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and herself saying never a word, till some one came to the door to ask if Miss Mar was "there all right." "I don 't know," said the nearest woman crossly.

"Oh, yes, yes," said the Turk, tumbling out of the top berth. "Is that you, Louis?" Now she knew how sure she had been, and how hugely glad of his coming. But there at the door only the fat purser, who seemed to have gone mad. He stared vacantly at the young lady, pulled off his cap, and polishing his shining crown with a large handkerchief, muttered abstractedly: "Oh--a-- that 's all hunky-dory!" and hurried away. As soon as she recovered her breath, Hildegarde caught up her hat and went after him to explain and to inquire.

But he was swallowed in the crowd. She made a tour of the deck. But no, one could n't stay long, and anyhow Cheviot was n't there. Not even the Blumpittys seemed to be there. Curlyhead was refusing to come and be put to bed, refusing in terms incredibly sulphurous for one of such tender years. It turned you sick to hear such language from baby lips.

"Where you off to?" said one man to another just in front of Hildegarde.

"Goin' to report to the authorities."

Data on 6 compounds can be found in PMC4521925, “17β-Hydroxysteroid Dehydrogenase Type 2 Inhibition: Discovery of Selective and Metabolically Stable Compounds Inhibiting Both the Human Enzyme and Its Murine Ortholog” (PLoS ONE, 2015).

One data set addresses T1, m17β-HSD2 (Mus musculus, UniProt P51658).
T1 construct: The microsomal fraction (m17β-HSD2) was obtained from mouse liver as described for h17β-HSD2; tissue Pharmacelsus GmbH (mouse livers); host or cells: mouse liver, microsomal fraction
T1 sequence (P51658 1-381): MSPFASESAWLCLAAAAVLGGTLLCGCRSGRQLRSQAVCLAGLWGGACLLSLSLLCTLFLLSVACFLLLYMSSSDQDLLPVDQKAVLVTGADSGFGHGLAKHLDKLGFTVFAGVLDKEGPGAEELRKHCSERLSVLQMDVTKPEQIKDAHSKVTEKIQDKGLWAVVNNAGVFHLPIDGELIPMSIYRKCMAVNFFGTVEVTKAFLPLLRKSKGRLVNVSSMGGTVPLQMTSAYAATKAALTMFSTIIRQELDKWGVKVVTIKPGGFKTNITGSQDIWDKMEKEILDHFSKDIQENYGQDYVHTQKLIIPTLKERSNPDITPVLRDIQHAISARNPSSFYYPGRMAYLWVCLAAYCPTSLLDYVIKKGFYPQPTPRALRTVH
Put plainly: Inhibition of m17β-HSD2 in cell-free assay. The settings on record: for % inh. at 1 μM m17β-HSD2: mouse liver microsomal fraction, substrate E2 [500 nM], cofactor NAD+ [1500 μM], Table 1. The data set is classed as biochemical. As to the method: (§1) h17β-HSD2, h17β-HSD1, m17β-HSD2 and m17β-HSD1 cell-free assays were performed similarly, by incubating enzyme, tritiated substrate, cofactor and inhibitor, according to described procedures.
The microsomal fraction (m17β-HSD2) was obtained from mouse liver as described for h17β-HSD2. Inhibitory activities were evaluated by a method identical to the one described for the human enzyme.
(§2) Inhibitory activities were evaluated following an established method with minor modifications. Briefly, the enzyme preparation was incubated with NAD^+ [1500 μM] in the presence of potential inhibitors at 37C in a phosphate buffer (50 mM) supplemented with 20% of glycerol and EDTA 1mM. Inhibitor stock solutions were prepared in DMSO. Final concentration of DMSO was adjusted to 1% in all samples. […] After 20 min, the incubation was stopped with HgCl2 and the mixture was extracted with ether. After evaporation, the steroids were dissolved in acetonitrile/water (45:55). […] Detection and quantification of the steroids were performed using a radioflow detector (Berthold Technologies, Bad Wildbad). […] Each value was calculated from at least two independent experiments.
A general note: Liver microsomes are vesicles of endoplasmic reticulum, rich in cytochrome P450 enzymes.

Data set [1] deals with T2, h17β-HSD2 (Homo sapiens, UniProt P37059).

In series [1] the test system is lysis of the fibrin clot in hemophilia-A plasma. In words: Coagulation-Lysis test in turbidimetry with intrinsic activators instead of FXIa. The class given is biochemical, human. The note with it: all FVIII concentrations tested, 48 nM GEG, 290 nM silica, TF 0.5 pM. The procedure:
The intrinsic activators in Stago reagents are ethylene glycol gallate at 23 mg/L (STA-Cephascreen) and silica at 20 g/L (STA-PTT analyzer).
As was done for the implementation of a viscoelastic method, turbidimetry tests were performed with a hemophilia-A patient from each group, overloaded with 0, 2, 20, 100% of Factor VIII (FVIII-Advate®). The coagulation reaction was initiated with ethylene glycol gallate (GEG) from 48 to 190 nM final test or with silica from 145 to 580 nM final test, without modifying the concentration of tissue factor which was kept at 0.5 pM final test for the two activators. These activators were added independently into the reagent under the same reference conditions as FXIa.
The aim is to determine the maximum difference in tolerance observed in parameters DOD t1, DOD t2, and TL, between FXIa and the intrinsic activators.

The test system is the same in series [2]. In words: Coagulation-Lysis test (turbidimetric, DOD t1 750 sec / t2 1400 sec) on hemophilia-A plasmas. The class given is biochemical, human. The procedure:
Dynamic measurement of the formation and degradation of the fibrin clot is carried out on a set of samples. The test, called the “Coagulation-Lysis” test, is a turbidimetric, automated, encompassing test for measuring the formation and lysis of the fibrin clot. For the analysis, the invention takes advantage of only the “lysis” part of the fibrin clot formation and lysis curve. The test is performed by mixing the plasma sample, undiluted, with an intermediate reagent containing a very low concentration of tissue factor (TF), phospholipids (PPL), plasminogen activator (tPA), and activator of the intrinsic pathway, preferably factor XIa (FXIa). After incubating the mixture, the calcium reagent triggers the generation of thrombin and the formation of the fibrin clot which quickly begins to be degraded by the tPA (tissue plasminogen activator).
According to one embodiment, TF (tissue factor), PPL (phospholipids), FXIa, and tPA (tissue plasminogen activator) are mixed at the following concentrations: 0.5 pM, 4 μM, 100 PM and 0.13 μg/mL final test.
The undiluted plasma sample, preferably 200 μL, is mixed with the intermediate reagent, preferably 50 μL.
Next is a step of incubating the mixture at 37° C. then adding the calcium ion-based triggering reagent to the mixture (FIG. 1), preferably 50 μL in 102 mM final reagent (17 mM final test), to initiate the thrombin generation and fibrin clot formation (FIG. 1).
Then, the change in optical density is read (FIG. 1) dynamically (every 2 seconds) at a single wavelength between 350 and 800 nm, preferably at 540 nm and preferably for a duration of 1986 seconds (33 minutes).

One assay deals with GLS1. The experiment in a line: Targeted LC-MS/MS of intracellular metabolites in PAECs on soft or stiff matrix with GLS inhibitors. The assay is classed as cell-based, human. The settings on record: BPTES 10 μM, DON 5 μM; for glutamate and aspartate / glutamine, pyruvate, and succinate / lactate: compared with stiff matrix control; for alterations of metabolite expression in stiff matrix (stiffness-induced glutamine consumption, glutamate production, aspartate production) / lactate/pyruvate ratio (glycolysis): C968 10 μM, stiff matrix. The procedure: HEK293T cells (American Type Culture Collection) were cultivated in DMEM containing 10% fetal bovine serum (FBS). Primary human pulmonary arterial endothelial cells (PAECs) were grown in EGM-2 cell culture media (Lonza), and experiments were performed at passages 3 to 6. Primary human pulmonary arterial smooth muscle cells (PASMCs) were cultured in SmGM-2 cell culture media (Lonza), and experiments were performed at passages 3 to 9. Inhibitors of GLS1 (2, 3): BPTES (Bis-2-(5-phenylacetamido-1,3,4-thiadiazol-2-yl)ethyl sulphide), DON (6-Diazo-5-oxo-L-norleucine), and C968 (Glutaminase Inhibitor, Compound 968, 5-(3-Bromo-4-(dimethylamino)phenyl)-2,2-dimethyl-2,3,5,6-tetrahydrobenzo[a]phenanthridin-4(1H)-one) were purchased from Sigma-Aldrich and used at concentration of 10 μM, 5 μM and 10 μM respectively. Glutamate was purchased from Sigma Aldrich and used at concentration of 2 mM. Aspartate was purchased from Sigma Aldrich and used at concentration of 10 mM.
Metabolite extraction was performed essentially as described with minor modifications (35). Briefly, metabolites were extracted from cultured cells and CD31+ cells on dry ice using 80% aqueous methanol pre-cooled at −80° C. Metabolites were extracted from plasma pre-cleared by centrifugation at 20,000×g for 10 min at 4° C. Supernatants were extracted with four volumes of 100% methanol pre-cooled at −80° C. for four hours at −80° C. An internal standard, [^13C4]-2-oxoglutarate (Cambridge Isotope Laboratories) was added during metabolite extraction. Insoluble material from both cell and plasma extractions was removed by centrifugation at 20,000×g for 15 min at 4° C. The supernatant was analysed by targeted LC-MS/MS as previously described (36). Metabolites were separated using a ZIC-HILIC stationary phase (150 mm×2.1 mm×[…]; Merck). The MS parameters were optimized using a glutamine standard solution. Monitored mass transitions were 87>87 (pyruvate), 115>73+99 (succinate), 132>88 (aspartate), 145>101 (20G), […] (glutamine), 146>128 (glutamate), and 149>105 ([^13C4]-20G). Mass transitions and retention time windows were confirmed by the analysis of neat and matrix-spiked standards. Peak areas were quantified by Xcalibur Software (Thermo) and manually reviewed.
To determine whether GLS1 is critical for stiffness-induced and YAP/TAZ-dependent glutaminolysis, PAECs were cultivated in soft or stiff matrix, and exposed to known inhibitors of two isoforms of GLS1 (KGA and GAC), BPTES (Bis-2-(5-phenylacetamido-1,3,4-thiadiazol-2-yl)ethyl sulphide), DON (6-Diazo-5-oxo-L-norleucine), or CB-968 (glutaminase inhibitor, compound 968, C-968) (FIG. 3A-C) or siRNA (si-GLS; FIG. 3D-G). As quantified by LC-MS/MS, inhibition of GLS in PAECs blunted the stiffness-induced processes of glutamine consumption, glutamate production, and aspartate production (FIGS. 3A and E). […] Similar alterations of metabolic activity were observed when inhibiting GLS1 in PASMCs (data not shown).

"Report what?"

"The rat hole they 're askin' me to sleep in."

"Plenty o' time. We ain't goin' to get off till to-morrer, anyway."

What! Why, we 're a week late a'ready."

"Some of us 'll be later 'n that. The authorities are goin' to hold back a couple of hundred fur the next ship."

"Who says so? I ain't goin' to wait."

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"Well"--he lowered his voice--"there 's inconvenient questions about over-crowdin'."

The raging malcontent of the moment before was straightway tamed. You saw in his face that he would do his share in hushing up the conditions under which he was to make the voyage.

As Hildegarde sped along the last stretch of the deck before going below, her astonished eyes fell upon the giant. Then he had n't got off by the Congress! She was about to ask him if he 'd seen the Blumpittys, but some one else was surprised to find the giant on board the Los Angeles--a puffing, excited individual, with a red beard, in the act of pushing past, stopped, stared, and then clapped the giant on the back. "Gawd A'mighty! Is that you!"

"No," says the giant calmly. "I 'm Ford O'Gorman."

Again Hildegarde hurried down the companionway, and very much as an agitated tabby seeks refuge in the attic, she clambered into the top berth furthest from the door.

And Cheviot had never come!